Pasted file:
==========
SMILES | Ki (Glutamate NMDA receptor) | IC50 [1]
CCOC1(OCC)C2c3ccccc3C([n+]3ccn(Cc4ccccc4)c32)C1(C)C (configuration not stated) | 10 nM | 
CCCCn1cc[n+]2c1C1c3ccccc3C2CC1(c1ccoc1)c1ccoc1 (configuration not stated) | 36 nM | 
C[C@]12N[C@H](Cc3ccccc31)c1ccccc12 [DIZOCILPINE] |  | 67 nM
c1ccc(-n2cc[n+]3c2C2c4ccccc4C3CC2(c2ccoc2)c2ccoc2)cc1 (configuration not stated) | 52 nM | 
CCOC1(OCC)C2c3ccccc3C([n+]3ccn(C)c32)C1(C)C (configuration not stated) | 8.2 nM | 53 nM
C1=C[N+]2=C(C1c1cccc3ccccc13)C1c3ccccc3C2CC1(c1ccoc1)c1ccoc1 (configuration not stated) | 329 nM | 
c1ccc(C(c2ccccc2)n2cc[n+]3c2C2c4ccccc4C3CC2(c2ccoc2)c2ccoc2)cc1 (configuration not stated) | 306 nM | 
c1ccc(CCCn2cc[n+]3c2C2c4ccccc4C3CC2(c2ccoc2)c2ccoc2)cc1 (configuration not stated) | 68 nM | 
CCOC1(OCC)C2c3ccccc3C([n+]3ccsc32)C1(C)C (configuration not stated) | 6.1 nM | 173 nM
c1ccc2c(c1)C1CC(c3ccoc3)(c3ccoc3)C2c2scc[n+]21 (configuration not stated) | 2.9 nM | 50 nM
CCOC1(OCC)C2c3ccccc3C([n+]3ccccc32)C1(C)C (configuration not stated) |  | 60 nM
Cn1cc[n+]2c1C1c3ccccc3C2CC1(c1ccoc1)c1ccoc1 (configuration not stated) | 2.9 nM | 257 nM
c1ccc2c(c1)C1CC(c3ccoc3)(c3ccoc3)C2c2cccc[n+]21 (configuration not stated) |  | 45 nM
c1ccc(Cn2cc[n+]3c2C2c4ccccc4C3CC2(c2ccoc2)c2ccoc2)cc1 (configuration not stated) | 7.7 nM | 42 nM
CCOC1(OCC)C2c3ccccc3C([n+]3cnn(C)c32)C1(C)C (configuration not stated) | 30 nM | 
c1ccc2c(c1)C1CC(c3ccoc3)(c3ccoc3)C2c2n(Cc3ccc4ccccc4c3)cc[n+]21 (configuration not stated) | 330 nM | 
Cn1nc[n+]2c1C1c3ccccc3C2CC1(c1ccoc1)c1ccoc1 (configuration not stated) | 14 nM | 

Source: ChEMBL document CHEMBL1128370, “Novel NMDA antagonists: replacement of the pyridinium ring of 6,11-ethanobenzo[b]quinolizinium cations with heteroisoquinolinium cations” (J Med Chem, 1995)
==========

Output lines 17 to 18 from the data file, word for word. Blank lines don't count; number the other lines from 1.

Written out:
c1ccc2c(c1)C1CC(c3ccoc3)(c3ccoc3)C2c2n(Cc3ccc4ccccc4c3)cc[n+]21 (configuration not stated) | 330 nM | 
Cn1nc[n+]2c1C1c3ccccc3C2CC1(c1ccoc1)c1ccoc1 (configuration not stated) | 14 nM | 